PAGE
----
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April 18, 2017 > Infamous duo lands at Stage 1

Infamous duo lands at Stage 1

By Julie Grabowski

The notorious names donÕt really need an introduction; most are familiar with the criminal reign of a devoted couple during AmericaÕs Great Depression in the 1930s. With music by Frank Wildhorn, lyrics by Don Black, and book by Ivan Menchell, the musical ÒBonnie & ClydeÓ recounts the short, wild lives of two lovers who defied all rules and laws to make their mark in history.

Waitress Bonnie and farm boy Clyde meet on the side of a road in West Texas, Bonnie with car trouble, Clyde having just broken out of jail with his brother, Buck. They experience an instant connection. With a love of Billy the Kid, Clyde has a definite direction for his life. ÒEverybody has dreams. I have plans,Ó he tells Bonnie. The two share a desire for wealth and fame but wish to acquire it in different ways Ð Clyde through his defiance of the law and Bonnie through a movie screen.

While Bonnie and Clyde are dreaming of a future of freedom and fame, BuckÕs wife, Blanche, convinces him to turn himself in and serve the rest of his sentence as the only way to get right with the Lord and wipe the slate clean. Clyde is upset by his brotherÕs decision, and sticks to his own path of crime. When he gets caught and sentenced to 16 years in prison, Clyde is subjected to repeated physical and sexual abuse that brings him to his breaking point. Enlisting BonnieÕs help, Clyde takes action and sets them on the road of no return.

NewarkÕs Stage 1 Theatre gives audiences a look at the lives behind the legend with their production of ÒBonnie & ClydeÓ showing through April 30. Director Buddy Butler is successful in staging an enjoyable, quick-paced show that captures the multiple facets of its charactersÕ humanity and their struggle to reconcile conflicting wants and feelings. While it is nice to see a more tender side to this familiar story and the unexpected love and devotion to family throughout, it is missing the fire and excitement that one expects from a show with multiple gun-wielding encounters.

Annika Bergman (Bonnie), Sven Schutz (Clyde), Dane Lentz (Buck), and Allie Townsend (Blanche) form a strong core who are fully engaging and carry the story easily. Bergman is a charmer with a lovely voice. Without a trace of the criminal fervor in her partner, she is entirely confident and likable in BonnieÕs It Girl dreams and unshakable love for Clyde. Armed with an impressive voice, Schutz fits the bill as Clyde, displaying an appealing energy with equal parts renegade spirit, devoted son and lover. Bergman and Schutz are a complimentary pair with notable numbers in ÒThis World Will Remember Me,Ó ÒHow ÔBout a Dance,Ó and ÒRaise a Little Hell.Ó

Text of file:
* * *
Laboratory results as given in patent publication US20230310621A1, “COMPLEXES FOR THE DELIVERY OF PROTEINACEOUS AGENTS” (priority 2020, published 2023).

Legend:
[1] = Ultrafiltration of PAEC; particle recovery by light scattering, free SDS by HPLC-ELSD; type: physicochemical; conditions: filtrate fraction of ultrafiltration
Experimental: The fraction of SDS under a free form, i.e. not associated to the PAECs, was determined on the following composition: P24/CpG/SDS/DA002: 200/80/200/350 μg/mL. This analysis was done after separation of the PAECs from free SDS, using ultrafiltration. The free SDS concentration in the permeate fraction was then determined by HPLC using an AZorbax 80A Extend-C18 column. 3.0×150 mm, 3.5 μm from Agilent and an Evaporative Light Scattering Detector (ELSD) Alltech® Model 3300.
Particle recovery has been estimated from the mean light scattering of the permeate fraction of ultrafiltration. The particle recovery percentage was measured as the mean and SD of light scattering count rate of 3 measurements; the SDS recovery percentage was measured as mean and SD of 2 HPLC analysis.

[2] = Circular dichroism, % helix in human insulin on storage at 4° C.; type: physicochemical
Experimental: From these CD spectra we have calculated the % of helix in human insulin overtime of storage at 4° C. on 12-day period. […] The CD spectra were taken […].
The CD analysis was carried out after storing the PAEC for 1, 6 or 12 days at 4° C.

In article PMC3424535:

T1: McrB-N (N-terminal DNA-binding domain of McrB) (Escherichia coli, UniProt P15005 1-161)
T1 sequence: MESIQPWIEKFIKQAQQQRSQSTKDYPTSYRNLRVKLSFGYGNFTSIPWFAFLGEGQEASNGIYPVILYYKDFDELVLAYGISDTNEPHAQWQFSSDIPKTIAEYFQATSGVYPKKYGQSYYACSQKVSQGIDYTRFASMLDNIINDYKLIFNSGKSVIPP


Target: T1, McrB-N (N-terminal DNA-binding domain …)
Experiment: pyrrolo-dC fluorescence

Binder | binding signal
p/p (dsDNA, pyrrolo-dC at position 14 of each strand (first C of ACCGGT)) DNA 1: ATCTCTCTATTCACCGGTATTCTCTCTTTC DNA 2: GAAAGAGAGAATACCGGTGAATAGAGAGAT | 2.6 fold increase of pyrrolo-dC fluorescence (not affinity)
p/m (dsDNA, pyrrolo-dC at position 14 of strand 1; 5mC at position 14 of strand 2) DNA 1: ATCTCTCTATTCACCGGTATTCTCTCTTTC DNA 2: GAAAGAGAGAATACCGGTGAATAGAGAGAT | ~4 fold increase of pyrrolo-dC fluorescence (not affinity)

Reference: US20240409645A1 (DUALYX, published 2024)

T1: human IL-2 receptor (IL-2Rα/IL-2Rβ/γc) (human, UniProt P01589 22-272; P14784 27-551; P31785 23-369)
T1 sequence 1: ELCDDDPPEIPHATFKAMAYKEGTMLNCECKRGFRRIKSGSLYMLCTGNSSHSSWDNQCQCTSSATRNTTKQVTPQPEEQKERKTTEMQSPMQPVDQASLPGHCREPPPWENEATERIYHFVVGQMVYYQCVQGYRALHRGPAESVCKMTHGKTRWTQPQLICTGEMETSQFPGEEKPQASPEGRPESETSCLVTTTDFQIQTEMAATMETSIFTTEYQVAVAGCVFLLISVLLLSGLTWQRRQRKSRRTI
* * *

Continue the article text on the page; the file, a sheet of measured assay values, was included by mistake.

Lentz and Townsend are also a great couple, Lentz's sweet but out-for-a-good-time Buck a nice contrast with the religious wife who tries to rein him in. TownsendÕs Blanche Ð who doesn't pass judgement on others, just states observations and professional opinions Ð is outstanding. SheÕs a hilarious firecracker that lights up every scene she is in and fully embodies the struggle between loving her husband and doing the right thing. Townsend shines in the numbers ÒYouÕre GoinÕ Back to JailÓ and ÒNow ThatÕs What You Call a Dream.Ó

Mary Gimeno delivers a strong and moving performance as BonnieÕs concerned mother, Emma Parker, who warns her daughter Òthe heartÕs not always right.Ó Another notable supporting character can be found in Scott Holladay as officer Ted Hinton who is in love with Bonnie and has difficultly considering her a criminal.

The set design is appealing, conveying the rough and lean times with a simple backdrop of wooden slats with doors that open at the center, and additional slatted entry points at the sides of the stage. Furniture pieces come and go as necessary. Projections are employed with hit and miss success; those appearing in the center opening create a nice touch, while those directed onto the slats are difficult to read and lose effectiveness. This is most disappointing at the end of the show when a news clip projection is relied upon to report the demise of Bonnie and Clyde.

Kudos to costume designer Natalie Barshow who does a wonderful job with the look of the times.

Butler and his cast create a textured and interesting world in ÒBonnie & ClydeÓ that is well worth a visit, and might have you thinking differently about this infamous duo.


Bonnie & Clyde
Friday, Apr 14 Ð Sunday, Apr 30
8:00 p.m., Sunday matinees at 2:30 p.m.
Newark Memorial High School Theatre
39375 Cedar Blvd, Newark
(510) 791-0287
www.stage1theatre.org
Tickets: $25 adults, $22 seniors 62+/college students, $15 youth (17 & under), $20 groups of 12 or more








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